• Oct 12, 2009
Up until a few years ago, seeing a driver switch from one motorsport discipline to another was practically unheard of. A Formula One driver might compete at Le Mans, sure, but with few exceptions, that was about the extent of it. Now we've got drivers interested in switching between F1, rallying and even motorbikes in a big game of musical chairs. Once unfathomable, however, the biggest trend is a growing cadre of F1 drivers migrating to NASCAR.

Following similar moves by Juan Pablo Montoya, Jacques Villeneuve and Scott Speed, to name just a few, and rumors of Nelsinho Piquet's intended move, comes news that Toyota's Jarno Trulli (pictured above) is scheduled to test drive a stock car next month at USA International Speedway in Lakeland, Florida. After attending a Sprint Cup race last year in Michigan, and reportedly several more to observe Montoya's progress, Trulli asked his employers at Toyota to arrange a test session for him, so they set him up with the Michael Waltrip Racing team – which races under the Toyota banner – for a two-day test in November.

Joining Trulli at the test session will reportedly be one Mika Salo, the Finnish driver who competed in F1 from 1994 to 2002. Over his career, Salo raced for Lotus, Tyrrell, Arrows, BAR, Sauber and Toyota, but his best results were a pair of podiums scored when filling in for an injured Michael Schumacher at Ferrari in 1999. Recently, he's been racing for Risi Competizione in the Le Mans Series, and took the GT2 class win at Le Mans last year, but now he's looking to switch to oval tracks.

For his part, Trulli insists the session is just for fun. But Toyota is not expected to renew his contract for next season, and he'll will be looking for another ride in F1. If he doesn't find it, he may find NASCAR a compelling option.

[Source: Autosport | Image: Kiyoshi Ota/Getty]


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    • 1 Second Ago
  • 13 Comments
      • 5 Years Ago

      Up until a few years ago, seeing a driver switch from one motorsport discipline to another was practically unheard of. A Formula One driver might compete at Le Mans, sure, but with few exceptions, that was about the extent of it.

      Noah, you must not have been around in the 1960s and 70s. Drivers would race in all sorts of different cars. Hell, Mario Andretti raced and won in just about every major series at one time or another (which is why he's probably the greatest racer ever). Parnelli Jones, Phil Hill, Dan Gurney, A.J. Foyt, and other American racers raced in a bunch of different kinds of cars and Jim Clark famously came over the pond to race at Indianapolis. Even more recently Nigel Mansell raced and won in CART after he retired from Formula One.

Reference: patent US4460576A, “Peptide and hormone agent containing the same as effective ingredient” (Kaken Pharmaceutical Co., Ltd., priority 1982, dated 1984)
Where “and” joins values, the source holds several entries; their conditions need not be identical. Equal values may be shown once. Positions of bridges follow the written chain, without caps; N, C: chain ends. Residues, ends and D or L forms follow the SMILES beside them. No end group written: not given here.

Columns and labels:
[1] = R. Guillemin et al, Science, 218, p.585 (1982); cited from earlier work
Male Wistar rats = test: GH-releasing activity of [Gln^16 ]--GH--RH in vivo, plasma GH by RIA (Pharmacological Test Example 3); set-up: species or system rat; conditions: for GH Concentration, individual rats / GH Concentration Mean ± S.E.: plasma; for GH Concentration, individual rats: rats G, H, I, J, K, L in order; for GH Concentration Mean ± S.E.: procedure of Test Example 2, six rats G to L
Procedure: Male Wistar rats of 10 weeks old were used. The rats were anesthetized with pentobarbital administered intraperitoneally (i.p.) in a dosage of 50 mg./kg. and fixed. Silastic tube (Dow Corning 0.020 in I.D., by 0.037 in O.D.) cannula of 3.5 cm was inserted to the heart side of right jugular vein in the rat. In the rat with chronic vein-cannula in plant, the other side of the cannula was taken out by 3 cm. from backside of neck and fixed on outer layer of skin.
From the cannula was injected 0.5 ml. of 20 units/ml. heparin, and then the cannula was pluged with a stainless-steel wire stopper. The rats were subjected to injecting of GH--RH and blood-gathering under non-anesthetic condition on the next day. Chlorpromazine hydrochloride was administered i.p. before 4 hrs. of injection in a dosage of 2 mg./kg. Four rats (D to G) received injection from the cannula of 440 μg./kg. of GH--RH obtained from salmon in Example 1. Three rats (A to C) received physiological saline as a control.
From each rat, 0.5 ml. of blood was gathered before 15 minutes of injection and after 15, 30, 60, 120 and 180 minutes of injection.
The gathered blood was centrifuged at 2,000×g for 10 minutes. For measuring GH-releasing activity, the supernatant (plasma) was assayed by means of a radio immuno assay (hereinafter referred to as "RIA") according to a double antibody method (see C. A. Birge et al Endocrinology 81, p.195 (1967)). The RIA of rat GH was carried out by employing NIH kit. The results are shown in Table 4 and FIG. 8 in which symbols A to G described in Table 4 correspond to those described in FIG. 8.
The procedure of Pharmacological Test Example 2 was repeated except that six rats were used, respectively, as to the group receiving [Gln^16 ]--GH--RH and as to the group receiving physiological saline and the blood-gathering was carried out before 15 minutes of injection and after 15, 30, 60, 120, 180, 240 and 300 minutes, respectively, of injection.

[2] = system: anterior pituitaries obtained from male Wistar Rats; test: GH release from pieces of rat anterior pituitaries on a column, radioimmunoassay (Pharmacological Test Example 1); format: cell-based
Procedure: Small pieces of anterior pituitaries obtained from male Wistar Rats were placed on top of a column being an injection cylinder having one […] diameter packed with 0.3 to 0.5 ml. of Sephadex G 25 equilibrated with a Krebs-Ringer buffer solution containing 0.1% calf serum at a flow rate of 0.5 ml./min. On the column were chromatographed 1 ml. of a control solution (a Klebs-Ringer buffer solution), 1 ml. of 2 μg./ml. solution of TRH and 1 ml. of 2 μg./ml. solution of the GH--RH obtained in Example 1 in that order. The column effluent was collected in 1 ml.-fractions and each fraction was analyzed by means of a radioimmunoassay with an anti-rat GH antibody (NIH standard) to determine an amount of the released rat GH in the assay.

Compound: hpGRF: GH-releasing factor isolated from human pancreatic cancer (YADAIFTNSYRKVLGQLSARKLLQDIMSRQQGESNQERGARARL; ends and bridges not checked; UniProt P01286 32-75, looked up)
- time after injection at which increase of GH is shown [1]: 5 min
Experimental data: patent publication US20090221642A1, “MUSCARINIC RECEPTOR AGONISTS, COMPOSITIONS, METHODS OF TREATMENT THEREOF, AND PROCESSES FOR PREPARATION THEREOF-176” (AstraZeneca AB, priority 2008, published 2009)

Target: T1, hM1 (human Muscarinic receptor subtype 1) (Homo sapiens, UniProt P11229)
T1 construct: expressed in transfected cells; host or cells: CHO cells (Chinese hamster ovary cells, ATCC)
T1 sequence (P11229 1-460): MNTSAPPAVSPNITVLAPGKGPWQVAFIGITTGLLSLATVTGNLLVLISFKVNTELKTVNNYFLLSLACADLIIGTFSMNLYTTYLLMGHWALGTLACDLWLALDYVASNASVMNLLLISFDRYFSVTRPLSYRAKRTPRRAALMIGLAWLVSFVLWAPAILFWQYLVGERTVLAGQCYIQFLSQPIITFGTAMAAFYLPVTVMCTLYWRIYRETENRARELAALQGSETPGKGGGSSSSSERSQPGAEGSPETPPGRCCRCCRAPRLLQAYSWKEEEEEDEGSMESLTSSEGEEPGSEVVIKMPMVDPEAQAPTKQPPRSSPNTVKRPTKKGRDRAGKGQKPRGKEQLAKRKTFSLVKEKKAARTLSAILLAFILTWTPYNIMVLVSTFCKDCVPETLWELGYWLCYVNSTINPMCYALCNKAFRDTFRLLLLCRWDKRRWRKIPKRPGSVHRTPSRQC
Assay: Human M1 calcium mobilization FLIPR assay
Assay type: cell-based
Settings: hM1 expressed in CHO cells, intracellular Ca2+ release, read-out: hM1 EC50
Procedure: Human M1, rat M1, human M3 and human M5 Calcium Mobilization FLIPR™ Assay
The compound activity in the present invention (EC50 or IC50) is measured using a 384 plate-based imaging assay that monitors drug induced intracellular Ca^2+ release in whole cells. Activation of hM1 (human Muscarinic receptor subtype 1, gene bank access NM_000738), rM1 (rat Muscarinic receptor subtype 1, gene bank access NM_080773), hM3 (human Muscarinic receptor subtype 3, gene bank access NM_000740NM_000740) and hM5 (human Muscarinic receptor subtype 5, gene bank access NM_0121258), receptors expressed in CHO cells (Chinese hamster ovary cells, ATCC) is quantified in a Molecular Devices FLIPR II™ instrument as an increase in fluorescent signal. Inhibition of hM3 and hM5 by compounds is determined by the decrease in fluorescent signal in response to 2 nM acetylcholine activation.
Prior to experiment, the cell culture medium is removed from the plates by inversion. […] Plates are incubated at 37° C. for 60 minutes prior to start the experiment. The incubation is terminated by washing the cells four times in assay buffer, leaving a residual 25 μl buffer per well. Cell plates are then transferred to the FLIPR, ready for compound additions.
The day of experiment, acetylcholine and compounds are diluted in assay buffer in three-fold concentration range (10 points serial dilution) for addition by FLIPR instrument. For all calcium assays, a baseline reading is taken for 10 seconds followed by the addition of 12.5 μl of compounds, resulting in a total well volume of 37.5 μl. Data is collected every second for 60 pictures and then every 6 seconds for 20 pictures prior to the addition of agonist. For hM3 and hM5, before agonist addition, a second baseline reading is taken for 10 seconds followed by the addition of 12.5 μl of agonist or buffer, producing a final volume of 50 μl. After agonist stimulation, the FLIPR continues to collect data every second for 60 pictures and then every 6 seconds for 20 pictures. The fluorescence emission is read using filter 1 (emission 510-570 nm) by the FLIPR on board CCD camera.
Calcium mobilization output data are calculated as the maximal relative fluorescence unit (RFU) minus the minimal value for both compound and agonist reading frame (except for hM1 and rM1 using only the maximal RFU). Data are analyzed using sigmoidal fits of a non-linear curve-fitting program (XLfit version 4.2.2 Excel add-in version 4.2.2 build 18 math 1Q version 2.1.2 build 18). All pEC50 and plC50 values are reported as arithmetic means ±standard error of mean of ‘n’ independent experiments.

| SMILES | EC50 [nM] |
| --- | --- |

Richard Petty even left NASCAR and drag raced in 1965 when Chrysler pulled out of NASCAR in protest of the banning the 426 HEMI race engine.
      http://www.draglist.com/photoimages/Photos-RayRay/Full%20Size/pettymori.jpg
      • 5 Years Ago
      All you have to do is listen to Montoya; he's having a lot more fun racing NASCAR. He enjoys the relationships he has with other competitors. He has said that in his open wheel career, he very rarely sent time with the members of his crew, let alone other competitors. Take a look at opening ceremonies at NASCAR, half the drivers are standing there with there wife and kids, it's just a more enjoyable environment.
        David Ederer
        • 5 Years Ago
        Exactly Paul, I used to watch F1, but NASCAR is everything you say it is. The before the last race they interviewed one of the drivers when he was holding his daughter! The current F1 headline is talking about some driver that was instructed to crash his car. I'll stick to nascar.
      • 5 Years Ago
      The move from F1 to NASCAR, is it because they are getting paid more to go to NASCAR?

      Or is this attrubuted to the political B.S. in F1!?! (I am sure that the politcal B.S. is also present in NASCAR.)

      • 5 Years Ago
      Here's an interesting thought:

      U.S.-born drivers haven't been able to make a dent in F1 for decades. How d'y'all think these Euro-boys'll do if they cross the pond?
      Welcome Ricky
      • 5 Years Ago
      Waltrip Toyota NASCAR? C'mon Autoblog... It is called a NASCAR RACE CAR.
      David Ederer
      • 5 Years Ago
      They're just looking for another paycheck. NASCAR is very nationalistic and very exciting. F1 is boring and a washed up arrogant european driver, looking to make "easy money" won't be excepted.
        • 5 Years Ago
        @David Ederer
        "...washed up, arrogant..." and Jarno Trulli? You clearly know not of what you speak. Lazy.
        • 5 Years Ago
        @David Ederer
        "F1 is boring and a washed up arrogant european driver, looking to make "easy money" won't be excepted."

        Making a few left turns on an oval is not what I would call "exciting", either. "Easy money"? These guys need to bring in sponsors AND real driving skills, and the only arrogant ass I've seen in F1 have been only a few (JPM among them). If this does happen hopefully these "foreign" drivers would bring some much needed class to NASTYCAR.
      • 5 Years Ago
      I don't understand why it's "unfathomable" that open-wheel drivers make the jump to NASCAR. As far as money goes, it's the biggest game in town, and drivers who are successful there can have long careers (just look at Mark Martin, 50 years old and in the thick of the Chase).

      Who cares if it doesn't carry the prestige of F1, or if open-wheel fanboys find it boring. I welcome seeing drivers from other disciplines take a crack at the stock-car circuit. And notice that with a few exceptions like Tony Stewart or JP Montoya, not many open-wheel drivers find success in NASCAR. I think it shows that NASCAR is just as challenging as F1 or IndyCar, but in different ways.
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